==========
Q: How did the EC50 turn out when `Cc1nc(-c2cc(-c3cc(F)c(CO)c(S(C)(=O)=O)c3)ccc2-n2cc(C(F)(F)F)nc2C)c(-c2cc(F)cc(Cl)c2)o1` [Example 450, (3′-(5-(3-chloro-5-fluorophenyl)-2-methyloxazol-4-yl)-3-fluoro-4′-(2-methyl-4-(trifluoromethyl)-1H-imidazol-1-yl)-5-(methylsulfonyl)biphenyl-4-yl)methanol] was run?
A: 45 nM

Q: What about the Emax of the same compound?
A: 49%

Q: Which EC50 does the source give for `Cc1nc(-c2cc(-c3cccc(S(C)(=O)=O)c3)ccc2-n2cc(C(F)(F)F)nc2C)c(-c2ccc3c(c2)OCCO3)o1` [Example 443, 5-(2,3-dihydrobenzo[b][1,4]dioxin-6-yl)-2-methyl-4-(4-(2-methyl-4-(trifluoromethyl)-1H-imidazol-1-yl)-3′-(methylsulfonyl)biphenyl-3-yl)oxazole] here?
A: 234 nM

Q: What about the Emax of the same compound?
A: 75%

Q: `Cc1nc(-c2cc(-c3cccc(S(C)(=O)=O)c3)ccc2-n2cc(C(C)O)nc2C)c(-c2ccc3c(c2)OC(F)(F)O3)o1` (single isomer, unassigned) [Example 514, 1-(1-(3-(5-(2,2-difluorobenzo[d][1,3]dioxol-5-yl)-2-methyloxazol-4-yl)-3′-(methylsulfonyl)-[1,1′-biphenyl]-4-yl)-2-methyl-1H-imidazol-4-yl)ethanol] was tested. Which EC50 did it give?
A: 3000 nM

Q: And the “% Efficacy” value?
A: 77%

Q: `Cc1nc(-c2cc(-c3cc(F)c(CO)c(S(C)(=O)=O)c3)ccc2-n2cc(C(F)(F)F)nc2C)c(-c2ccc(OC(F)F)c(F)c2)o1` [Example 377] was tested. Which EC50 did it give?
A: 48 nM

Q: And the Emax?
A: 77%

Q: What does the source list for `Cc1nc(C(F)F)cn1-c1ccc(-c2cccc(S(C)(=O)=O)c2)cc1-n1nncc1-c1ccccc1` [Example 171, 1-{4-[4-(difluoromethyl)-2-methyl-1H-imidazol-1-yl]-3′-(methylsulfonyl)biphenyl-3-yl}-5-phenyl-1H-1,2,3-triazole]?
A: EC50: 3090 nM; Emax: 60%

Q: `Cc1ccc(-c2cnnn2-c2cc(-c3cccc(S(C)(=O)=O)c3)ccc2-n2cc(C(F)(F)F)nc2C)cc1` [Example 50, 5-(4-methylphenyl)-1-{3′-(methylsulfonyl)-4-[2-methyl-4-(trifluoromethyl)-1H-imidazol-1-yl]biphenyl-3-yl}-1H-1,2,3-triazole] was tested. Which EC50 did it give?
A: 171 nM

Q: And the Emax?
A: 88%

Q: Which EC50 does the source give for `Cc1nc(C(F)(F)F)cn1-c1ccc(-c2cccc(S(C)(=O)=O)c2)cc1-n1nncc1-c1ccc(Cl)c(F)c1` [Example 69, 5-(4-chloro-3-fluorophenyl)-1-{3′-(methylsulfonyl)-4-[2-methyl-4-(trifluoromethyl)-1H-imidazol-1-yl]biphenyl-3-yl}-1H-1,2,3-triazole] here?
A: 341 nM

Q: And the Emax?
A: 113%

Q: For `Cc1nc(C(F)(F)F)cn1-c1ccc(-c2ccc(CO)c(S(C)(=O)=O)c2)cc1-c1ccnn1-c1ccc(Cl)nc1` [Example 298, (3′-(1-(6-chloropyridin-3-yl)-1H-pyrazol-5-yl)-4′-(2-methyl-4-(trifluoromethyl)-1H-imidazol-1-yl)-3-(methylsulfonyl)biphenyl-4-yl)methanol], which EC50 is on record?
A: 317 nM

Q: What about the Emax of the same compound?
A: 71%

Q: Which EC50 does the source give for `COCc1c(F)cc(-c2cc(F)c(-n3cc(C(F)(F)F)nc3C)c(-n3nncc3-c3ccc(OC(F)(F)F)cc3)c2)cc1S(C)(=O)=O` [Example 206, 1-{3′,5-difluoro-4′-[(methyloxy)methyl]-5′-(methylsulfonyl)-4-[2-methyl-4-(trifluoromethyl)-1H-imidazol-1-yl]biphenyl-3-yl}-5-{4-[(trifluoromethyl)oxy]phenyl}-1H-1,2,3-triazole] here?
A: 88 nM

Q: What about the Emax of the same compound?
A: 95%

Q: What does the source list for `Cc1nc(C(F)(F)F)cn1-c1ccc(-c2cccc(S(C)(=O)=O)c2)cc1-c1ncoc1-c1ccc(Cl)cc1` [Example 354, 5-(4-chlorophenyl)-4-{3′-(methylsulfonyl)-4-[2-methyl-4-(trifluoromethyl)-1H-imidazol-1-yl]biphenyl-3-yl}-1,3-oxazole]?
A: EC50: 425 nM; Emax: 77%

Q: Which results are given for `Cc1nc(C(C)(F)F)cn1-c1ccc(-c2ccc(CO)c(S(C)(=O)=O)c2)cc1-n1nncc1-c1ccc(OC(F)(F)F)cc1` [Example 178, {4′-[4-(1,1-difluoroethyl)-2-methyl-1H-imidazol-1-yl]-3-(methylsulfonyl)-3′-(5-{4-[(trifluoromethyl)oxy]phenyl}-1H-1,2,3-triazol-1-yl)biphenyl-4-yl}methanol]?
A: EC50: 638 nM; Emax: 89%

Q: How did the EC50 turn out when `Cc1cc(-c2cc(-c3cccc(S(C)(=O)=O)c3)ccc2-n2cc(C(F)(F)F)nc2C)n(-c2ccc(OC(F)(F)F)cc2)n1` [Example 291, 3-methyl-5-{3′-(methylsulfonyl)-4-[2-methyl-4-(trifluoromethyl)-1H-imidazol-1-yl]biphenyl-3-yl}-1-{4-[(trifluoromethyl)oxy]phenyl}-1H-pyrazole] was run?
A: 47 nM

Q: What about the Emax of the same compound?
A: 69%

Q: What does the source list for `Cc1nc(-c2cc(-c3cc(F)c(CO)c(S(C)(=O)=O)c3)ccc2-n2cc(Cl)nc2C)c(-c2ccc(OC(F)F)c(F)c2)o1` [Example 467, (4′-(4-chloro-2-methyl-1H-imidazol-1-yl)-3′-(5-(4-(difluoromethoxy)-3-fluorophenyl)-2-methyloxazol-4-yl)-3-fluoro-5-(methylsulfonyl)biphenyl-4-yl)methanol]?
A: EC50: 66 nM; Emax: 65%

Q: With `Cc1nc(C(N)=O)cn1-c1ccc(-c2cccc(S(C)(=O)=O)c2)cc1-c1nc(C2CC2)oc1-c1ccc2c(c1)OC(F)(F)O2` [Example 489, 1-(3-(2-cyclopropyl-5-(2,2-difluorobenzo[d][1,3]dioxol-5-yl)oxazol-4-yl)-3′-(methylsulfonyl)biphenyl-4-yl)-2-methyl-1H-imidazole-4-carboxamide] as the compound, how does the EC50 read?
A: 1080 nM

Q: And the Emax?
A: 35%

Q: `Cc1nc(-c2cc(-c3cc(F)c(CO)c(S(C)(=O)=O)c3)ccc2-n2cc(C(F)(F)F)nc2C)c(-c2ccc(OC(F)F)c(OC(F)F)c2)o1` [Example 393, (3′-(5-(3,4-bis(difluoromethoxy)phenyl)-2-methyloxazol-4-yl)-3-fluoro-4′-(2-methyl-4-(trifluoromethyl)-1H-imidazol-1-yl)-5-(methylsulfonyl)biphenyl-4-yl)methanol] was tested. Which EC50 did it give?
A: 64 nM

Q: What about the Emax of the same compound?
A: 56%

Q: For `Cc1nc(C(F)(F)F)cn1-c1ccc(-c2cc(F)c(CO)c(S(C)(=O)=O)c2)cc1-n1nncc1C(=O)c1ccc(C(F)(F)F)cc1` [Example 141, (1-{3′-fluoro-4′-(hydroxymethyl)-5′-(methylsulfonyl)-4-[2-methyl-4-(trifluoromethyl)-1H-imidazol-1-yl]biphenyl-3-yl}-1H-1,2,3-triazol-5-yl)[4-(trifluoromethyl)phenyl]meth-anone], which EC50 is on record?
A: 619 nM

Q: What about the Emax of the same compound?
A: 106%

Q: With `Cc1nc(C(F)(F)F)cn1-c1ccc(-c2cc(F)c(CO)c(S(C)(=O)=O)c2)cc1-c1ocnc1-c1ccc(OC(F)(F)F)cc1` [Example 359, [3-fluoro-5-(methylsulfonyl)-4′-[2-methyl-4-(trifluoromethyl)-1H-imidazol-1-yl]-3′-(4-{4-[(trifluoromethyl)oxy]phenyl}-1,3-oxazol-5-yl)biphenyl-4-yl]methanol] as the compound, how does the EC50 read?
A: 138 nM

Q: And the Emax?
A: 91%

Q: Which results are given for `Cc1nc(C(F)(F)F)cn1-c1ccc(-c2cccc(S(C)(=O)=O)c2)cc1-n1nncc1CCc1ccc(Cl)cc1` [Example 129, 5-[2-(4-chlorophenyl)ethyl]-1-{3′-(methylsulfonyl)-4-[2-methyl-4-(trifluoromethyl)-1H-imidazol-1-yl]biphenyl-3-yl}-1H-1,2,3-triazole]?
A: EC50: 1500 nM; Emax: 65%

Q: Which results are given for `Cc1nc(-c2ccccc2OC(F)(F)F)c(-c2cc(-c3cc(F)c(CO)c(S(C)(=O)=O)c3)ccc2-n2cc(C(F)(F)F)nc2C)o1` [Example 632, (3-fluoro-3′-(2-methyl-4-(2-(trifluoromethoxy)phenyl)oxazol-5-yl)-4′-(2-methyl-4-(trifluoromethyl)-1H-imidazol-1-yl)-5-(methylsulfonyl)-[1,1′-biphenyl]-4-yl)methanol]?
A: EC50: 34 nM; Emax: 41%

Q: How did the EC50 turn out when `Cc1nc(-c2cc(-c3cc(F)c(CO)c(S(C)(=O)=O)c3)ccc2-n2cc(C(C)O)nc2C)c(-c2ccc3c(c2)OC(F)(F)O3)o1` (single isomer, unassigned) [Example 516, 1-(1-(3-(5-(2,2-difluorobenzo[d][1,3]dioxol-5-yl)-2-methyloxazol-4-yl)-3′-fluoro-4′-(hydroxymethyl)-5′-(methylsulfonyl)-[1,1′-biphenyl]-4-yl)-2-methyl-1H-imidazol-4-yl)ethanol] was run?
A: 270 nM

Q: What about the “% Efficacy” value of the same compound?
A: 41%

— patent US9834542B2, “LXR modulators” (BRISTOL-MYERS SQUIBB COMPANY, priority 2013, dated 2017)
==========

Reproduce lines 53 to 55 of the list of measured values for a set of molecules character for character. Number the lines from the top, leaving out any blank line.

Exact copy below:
Q: For `Cc1nc(C(F)(F)F)cn1-c1ccc(-c2cc(F)c(CO)c(S(C)(=O)=O)c2)cc1-n1nncc1C(=O)c1ccc(C(F)(F)F)cc1` [Example 141, (1-{3′-fluoro-4′-(hydroxymethyl)-5′-(methylsulfonyl)-4-[2-methyl-4-(trifluoromethyl)-1H-imidazol-1-yl]biphenyl-3-yl}-1H-1,2,3-triazol-5-yl)[4-(trifluoromethyl)phenyl]meth-anone], which EC50 is on record?
A: 619 nM

Q: What about the Emax of the same compound?